The Singapore real estate market is one of the most resilient in the world.
Despite the on going COVID-19 pandemic, the private residential property index rose by 2.21% in 2020, following year-on-year increases of 2.67% in 2019, 7.85% in 2018, and 1.09% in 2017, according to data from the Urban Redevelopment Authority (URA).
During Q4 of 2020, Singapore home prices rose 2.1%, the most in more than two years prompting speculation that the Singapore government may impose more measures to cool the market.
The last round of cooling measures happened in July 2018 when the government raised Additional Buyer's Stamp Duty (ABSD) rates and tightened loan-to-value (LTV) limits on residential property purchases, in an effort to cool the property market and keep price increases in line with economic fundamentals.
Even with the increasing prices, many of us would want to maintain the value of our properties and not let it go down.
In today’s article, we will look at some factors that can affect the value of your property.
Factor 1 - Location
As they say when buying real estate, “location, location, location”.
Properties within walking distance to MRT stations, “branded” schools and major amenities are always more popular and in demand.
Sometimes, an up-coming government project could result in a windfall for those in the vicinity.
An example would be the district of Jurong, considered by many as the industrial heart of Singapore. Jurong houses numerous flatted factories and chemical and power plants and the air was considered unhealthy.
However, in 2008, the URA announced plans to transform the Jurong Lake District into Singapore’s second Central Business District (CBD). Immediately, the residents of Jurong were expecting the value of their property to go up and rental prices were increased.
There are so many stories of how parents with children entering primary school buying properties near “branded” schools such as Raffles Girls’ Primary School (RGS), the Anglo-Chinese School (ACS) family of ACS Junior and Barker Road, Tao Nan Primary School etc.
With priority admission given to children living within 1 and 2 km of the school, demand for such properties will always be high.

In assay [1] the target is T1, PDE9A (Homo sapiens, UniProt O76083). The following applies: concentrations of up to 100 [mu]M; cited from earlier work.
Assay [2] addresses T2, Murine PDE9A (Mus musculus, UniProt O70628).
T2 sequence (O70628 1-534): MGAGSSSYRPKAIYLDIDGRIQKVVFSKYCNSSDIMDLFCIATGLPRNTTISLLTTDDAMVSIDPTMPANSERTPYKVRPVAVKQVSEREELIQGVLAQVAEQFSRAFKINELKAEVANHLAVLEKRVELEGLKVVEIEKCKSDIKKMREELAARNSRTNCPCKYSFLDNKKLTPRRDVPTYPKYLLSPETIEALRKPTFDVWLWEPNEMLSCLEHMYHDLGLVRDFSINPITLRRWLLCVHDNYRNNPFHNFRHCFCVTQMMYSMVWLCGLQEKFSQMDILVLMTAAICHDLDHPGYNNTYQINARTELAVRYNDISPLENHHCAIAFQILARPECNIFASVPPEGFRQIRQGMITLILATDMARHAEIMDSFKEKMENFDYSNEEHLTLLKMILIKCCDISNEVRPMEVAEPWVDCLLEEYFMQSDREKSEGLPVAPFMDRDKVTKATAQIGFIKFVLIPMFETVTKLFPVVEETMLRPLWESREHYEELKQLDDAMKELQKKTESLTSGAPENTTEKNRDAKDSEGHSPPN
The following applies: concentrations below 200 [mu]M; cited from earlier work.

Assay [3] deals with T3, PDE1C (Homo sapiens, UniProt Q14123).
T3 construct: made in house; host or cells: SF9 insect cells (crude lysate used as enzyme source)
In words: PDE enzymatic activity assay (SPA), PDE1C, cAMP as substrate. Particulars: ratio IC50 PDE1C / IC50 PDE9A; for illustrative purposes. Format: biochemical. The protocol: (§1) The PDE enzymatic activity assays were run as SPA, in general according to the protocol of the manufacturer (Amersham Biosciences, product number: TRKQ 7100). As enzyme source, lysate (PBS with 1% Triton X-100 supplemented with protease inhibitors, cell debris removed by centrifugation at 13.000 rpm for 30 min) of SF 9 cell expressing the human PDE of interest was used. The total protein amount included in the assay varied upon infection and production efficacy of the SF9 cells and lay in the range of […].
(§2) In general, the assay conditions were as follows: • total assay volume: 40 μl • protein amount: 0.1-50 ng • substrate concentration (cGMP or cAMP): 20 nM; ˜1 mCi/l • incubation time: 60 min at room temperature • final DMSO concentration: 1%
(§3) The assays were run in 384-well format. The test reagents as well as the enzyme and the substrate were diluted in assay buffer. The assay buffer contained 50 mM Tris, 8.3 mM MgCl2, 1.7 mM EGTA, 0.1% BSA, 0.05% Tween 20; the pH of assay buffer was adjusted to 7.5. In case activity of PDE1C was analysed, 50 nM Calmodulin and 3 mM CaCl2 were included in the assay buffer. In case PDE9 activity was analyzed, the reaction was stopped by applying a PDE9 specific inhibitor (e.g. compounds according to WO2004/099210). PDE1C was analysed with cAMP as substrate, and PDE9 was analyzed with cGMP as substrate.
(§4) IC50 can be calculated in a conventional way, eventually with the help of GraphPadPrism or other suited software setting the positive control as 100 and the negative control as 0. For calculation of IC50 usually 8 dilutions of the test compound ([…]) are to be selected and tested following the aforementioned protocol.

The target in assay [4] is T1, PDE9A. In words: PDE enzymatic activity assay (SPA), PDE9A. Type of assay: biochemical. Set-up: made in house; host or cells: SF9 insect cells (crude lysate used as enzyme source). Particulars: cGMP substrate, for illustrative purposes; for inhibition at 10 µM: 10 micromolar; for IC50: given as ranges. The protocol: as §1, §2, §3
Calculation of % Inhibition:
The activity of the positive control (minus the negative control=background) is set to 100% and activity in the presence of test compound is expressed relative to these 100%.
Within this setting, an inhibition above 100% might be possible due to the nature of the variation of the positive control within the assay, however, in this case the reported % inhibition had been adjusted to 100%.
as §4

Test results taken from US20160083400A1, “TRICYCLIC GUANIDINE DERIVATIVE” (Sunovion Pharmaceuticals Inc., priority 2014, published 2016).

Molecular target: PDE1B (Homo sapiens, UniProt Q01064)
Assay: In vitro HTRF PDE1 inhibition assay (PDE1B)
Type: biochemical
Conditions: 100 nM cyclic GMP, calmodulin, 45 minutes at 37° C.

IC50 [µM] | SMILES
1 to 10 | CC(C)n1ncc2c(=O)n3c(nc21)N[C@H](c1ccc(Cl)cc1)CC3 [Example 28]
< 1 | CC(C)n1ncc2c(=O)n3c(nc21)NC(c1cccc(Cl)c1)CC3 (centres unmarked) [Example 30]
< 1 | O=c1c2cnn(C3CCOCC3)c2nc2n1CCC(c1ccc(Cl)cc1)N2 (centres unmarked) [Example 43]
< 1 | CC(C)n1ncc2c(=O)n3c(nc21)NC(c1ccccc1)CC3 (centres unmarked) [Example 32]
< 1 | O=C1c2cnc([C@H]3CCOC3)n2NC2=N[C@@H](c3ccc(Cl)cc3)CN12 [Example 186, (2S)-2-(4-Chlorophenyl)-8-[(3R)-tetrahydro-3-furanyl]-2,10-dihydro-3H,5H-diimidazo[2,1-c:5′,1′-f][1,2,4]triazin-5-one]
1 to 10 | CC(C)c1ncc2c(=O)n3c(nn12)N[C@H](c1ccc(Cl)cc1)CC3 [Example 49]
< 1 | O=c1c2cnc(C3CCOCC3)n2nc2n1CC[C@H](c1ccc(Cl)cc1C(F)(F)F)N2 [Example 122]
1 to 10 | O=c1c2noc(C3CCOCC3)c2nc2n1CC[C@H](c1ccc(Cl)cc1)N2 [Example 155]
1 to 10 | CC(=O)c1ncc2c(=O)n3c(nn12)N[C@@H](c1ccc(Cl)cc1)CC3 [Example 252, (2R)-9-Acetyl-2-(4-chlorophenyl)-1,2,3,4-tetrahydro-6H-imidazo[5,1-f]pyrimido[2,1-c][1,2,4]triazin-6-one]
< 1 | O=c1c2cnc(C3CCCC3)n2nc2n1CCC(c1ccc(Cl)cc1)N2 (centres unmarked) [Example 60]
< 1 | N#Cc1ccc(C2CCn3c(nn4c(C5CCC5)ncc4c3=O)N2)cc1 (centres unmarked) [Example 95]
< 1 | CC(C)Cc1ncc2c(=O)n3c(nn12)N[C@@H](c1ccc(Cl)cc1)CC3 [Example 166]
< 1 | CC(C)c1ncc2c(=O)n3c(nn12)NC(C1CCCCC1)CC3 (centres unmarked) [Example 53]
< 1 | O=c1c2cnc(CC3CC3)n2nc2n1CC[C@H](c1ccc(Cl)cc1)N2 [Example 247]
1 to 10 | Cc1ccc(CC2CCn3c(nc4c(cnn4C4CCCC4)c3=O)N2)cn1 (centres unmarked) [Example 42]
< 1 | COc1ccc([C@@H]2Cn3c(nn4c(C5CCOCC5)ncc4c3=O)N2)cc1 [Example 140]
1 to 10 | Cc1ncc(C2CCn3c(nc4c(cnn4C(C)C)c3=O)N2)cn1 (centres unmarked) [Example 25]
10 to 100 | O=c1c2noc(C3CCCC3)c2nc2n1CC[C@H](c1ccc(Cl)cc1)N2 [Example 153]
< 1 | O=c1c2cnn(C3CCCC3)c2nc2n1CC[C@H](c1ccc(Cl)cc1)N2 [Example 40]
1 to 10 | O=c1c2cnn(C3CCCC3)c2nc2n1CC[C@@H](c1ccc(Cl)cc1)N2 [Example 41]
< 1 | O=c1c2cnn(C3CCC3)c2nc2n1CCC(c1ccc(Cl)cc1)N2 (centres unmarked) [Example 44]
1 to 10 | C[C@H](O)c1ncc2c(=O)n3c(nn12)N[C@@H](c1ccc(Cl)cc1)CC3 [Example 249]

Factor 2 - Upgrading Plans
HDB has the Lift Upgrading Programme (LUP) and the Home Improvement Programme (HIP) for older flats built in the 1960s and 1970s.
The LUP upgrades lift services to achieve direct lift access on every floor where feasible, thus enhancing residents’ convenience.
The HIP will resolve common issues of aging flats such as spalling concrete and structural cracks. It also replaces pipe sockets with new clothes drying rack and residents have the option to upgrade their existing toilets and bathrooms, replace the main doors and gate.
Aging flats that have undergone HIP have seen the value of their flats going up.
Similarly, for your own property, you can consider updating the kitchen and toilet, repainting the walls and installing new cabinets. This way, your property will remain in good condition and therefore maintain or even increase its value.
LUP and HIP is only applicable for HDB flats, so for private properties, you should ensure that your home is always in a good condition.
Make sure that any leakages, faults or problems are repaired immediately to avoid further damage. Give your home a new coat of paint every few years to give it a fresh look. This will ensure that your home is always looking new and well-maintained.
Factor 3 - Interest Rates
With banks’ interest rates for floating home loans are at their lowest in recent years, many people are making long-term purchases and in land scarce Singapore, real estate one of the major long-term purchases.
That is why sales of new private properties in March this year was the highest since 2017 with 1,296 units sold.
HDB resale transactions also rose sharply in 2020 to an eight-year high in with prices for resale flats last year climbing to its highest since 2012.
When interest rates are low, borrowing becomes cheaper and more people are becoming more confident in taking on debts. When the monthly instalment becomes more affordable, purchasing a property becomes an attractive investment. When there are increasing buyers, naturally the prices will go up as there is more demand.
Similarly, if interest rates were to go up, less people would be able to afford the monthly instalments as the higher interest rates would make investing in real estate less attractive.
Factor 4 - Economic & Income Growth
The state of the economy can also determine the direction of the property market. Income growth and unemployment will also be affected by how well or badly the economy is doing.
With the current pandemic, though local demand for real estate is still strong, foreign demand has waned somewhat. With travel restrictions and movement restrictions, overseas buyers are not able to travel here for their property investments.
When a country’s economy is booming, people’s income will increase resulting in higher spending power. As one’s income goes up, there is a tendency to invest to grow our assets, and property is one of them.
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